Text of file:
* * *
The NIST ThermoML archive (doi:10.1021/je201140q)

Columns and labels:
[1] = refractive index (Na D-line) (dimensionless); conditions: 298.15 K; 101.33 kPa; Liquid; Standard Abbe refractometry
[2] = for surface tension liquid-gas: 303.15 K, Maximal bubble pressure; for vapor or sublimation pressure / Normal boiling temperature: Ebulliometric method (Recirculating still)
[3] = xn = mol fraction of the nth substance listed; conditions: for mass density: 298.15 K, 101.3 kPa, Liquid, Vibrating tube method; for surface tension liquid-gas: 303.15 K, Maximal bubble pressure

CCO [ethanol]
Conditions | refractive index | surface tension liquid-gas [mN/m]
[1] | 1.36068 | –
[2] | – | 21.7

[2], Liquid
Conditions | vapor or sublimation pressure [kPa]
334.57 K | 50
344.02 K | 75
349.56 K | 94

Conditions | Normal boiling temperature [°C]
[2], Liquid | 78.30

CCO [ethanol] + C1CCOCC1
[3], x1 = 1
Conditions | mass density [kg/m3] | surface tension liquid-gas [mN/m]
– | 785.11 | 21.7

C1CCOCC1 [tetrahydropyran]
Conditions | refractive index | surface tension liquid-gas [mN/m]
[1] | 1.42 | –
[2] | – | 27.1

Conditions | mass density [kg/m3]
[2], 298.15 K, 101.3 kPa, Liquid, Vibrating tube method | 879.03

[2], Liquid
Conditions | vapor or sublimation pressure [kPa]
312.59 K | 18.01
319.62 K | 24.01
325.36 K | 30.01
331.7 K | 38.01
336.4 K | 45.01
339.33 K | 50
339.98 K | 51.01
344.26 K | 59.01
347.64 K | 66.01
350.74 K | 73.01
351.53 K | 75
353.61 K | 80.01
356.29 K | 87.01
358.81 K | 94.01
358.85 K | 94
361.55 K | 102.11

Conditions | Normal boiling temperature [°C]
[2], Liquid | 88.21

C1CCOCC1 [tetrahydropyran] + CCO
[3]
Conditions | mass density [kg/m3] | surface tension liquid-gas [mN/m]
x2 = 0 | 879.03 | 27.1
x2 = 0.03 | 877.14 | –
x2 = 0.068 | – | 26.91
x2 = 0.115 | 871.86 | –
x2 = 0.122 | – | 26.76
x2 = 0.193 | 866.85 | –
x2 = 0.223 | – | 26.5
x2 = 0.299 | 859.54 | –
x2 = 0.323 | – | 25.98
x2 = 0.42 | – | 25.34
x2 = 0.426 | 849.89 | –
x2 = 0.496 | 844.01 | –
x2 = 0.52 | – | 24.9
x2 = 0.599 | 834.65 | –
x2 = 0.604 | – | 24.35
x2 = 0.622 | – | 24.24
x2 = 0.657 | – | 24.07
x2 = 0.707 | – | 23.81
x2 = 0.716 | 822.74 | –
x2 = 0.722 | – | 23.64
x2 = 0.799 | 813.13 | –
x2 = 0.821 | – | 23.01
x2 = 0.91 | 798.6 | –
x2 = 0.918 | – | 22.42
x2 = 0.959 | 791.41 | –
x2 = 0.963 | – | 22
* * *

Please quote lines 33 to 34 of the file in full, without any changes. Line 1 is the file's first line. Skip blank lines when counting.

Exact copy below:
336.4 K | 45.01
339.33 K | 50